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Early holiday numbers encouraging for stores

Shoppers spent a bit more in early November, raising retailers' spirits about the holiday season right before it kicks into high gear.
/ Source: The Associated Press

Shoppers spent a bit more in early November, raising retailers' spirits about the holiday season right before it kicks into high gear.

Early discounting on everything from TVs and sweaters as well as free shipping deals helped pull in shoppers in the first two weeks of November. Consumers coming out of their shells could be a gift for an economy that has suffered from depressed spending for almost three years.

Spending on clothing, boots and luxury goods showed strong increases from the same time a year ago, according to MasterCard Advisors' SpendingPulse, which includes transactions in all forms including cash.

Deep discounting on flat-panel TVs because of a glut brought shoppers into stores to buy but kept spending on electronics about flat with a year ago. Home furnishings sales were dragged lower by the struggling housing market.

Online, the average order value was about $198, up more than 10 percent from last year, but the number of items put in electronic shopping carts — an average of six — was the same. That means shoppers are buying more expensive items, according to John Squire, chief strategy officer at Coremetrics, which tracks online shopping.

Another reason for merchants to feel better? Jewelry sales, which typically heat up only in the last 10 days before Christmas but have been depressed since the Great Recession, have been sparkling.

SpendingPulse data showed jewelry had solid gains. And Coremetrics data shows that jewelry sales for Nov. 1-18 spiked 30 percent compared with all of November of 2009. While the soaring price of gold may be one factor, analysts say the improving sales indicate shoppers are willing to spend again on luxuries.

"The discounts are having more traction" than last year, BMO Capital Markets John D. Morris said. "Last year, the consumer was more distracted by the larger picture of the economy. They just weren't in the mood. This year, it still takes the promotion, and the consumer is still deal-driven, but they seem to be less distracted and more in the mood."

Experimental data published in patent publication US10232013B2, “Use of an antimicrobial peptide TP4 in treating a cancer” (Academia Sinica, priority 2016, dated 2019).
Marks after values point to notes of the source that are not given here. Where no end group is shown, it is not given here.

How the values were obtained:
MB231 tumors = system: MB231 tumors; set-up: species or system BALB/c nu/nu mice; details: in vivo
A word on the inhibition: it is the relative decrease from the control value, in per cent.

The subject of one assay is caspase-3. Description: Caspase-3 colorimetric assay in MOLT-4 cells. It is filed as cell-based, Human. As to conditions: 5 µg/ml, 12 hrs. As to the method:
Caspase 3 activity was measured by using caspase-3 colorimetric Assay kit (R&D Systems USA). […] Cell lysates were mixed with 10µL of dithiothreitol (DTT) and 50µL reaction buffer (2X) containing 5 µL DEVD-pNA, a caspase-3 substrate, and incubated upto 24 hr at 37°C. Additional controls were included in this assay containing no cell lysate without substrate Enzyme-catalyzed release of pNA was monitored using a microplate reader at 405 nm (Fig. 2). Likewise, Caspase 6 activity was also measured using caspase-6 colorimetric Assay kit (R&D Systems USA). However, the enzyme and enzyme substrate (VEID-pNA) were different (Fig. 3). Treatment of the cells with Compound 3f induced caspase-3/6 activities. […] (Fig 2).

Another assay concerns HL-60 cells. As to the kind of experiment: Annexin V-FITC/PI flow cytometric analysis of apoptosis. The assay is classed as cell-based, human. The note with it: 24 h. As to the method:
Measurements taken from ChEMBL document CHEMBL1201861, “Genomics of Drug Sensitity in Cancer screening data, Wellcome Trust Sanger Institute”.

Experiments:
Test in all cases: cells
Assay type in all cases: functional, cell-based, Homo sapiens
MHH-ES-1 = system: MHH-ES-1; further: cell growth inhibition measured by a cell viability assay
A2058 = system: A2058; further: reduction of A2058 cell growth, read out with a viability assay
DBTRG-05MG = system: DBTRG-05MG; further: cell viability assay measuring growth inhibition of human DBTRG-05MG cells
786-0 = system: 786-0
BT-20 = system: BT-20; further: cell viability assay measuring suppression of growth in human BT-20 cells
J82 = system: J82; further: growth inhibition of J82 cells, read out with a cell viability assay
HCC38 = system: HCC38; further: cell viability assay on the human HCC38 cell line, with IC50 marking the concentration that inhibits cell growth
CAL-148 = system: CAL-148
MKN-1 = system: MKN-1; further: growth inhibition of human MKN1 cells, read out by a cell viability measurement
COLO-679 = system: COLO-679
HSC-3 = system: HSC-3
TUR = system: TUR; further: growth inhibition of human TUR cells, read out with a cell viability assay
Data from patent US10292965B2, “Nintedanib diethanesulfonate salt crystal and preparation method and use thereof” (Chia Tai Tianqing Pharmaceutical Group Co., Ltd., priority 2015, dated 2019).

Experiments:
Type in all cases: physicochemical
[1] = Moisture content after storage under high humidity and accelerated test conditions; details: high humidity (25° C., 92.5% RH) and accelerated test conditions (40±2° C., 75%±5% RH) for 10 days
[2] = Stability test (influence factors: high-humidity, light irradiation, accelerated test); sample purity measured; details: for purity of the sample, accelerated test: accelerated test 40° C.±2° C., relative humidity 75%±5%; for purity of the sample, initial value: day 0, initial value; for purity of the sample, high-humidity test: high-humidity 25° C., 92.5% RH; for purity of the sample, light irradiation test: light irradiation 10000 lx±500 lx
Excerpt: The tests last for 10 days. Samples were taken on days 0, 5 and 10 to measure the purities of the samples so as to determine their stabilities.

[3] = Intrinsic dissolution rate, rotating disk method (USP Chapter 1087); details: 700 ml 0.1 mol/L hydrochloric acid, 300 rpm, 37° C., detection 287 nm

Still, the big question is whether this momentum will continue or will just siphon away sales from Black Friday and the rest of the season.

Some analysts are more optimistic than others. ShopperTrak, a research firm that tracks sales and traffic at more than 70,000 outlets, last week raised its holiday growth forecast to 3.2 percent from 2.9 percent. That compares with a 0.4 percent decline in 2009, according to ShopperTrak's calculations.

But Laura Gurski, retail practice leader at A.T. Kearney, remains cautious, citing an unemployment rate that's stuck at almost 10 percent.

"I think this is going to dilute Black Friday sales," Gurski said. "I don't think our economy is at the point that these early sales will create additional demand. I think what consumers will buy will be fixed."

Regardless, merchants are in a better place than they were a year ago, when the early discounts failed to pull in shoppers.

The arrival of cold weather this month after a unseasonably warm September and October has helped ignite sales of coats and other winter items. J.C. Penney and Target executives told investors that November got off to a solid start.

Morris believes that stores are coming up with more creative promotions that resonate better with shoppers. More retailers, including, started to offer discounts on holiday items around Halloween weekend compared with last year, and Best Buy began airing holiday commercials two weeks earlier than last year. Stores including Home Depot and Sears Holdings Corp. were also slapping "Black Friday" labels on sales.

Morris said the volume and level of discounts was up 5 percent over last year at the mall clothing chains he follows, but discounting isn't "out of control or desperate."

Overall, merchants are being more creative, including using "flash sales" — online discounts lasting only a few hours, which create an urgency to buy.

"It's not the same old, same old," Morris said.

Online, the bevy of free shipping deals has also worked to pull shoppers to buy. is offering free shipping on nearly 60,000 items with no minimum purchase. Target announced its most aggressive free-shipping offer ever, which covers 800,000 items when shoppers spend $50 or more.

In an interview with The Associated Press, Steve Nave, senior vice president and general manager of, said response to free shipping has exceeded expectations. Nave said holiday sales increases online will far exceed the 16 percent growth estimate for the broader online sector that Forrester Research predicted.